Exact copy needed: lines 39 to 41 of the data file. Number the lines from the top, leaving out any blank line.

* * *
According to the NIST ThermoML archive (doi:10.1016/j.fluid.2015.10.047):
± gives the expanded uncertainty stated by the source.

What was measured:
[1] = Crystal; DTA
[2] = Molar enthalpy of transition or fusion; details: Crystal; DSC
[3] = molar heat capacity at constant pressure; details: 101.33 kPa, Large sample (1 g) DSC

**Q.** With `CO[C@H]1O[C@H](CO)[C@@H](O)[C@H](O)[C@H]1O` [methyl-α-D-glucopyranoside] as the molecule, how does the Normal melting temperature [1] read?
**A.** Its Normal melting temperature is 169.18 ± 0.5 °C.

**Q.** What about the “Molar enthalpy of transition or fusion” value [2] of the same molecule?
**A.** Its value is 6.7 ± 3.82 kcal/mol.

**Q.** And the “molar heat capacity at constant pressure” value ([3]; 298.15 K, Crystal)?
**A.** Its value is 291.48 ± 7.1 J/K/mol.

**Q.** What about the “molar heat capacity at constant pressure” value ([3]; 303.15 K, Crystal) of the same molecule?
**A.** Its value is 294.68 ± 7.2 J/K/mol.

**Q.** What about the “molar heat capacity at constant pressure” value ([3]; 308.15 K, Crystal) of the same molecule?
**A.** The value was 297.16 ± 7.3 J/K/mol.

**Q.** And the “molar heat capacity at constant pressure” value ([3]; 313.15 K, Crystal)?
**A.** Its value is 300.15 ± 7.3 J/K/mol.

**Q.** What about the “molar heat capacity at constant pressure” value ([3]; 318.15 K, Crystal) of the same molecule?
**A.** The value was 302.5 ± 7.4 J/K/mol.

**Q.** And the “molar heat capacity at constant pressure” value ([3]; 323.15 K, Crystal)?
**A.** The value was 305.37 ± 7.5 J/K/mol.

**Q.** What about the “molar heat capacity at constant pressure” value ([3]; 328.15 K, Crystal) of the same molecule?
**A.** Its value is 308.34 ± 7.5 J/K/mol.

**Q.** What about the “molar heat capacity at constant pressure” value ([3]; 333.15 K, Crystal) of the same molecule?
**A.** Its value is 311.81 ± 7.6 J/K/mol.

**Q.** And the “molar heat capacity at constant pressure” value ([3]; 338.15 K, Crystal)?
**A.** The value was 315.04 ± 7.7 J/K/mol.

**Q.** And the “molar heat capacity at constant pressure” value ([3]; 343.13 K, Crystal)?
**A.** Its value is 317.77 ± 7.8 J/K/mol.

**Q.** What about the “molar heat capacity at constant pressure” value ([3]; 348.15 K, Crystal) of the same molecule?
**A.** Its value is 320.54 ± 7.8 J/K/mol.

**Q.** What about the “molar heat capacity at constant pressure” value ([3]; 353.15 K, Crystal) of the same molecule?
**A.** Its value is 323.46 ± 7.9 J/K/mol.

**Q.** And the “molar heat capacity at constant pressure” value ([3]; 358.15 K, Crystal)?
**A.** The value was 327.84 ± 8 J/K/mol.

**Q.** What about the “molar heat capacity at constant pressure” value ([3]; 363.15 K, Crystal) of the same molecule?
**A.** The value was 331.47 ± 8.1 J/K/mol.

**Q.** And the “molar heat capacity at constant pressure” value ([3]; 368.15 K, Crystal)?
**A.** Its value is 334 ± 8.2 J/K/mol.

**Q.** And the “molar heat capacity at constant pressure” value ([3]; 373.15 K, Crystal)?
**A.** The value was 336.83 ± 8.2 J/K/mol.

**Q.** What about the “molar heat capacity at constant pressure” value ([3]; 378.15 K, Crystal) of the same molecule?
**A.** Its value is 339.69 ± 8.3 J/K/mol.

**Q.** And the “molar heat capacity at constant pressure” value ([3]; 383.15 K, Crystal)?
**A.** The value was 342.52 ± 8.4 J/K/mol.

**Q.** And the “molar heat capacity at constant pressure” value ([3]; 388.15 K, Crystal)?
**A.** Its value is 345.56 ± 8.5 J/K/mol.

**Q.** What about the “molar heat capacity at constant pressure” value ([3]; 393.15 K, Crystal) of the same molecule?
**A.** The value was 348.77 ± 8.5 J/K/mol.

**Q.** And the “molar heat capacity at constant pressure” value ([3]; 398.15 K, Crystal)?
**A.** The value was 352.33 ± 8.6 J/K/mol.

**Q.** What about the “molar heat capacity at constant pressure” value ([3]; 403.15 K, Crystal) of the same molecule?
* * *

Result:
**Q.** And the “molar heat capacity at constant pressure” value ([3]; 368.15 K, Crystal)?
**A.** Its value is 334 ± 8.2 J/K/mol.

**Q.** And the “molar heat capacity at constant pressure” value ([3]; 373.15 K, Crystal)?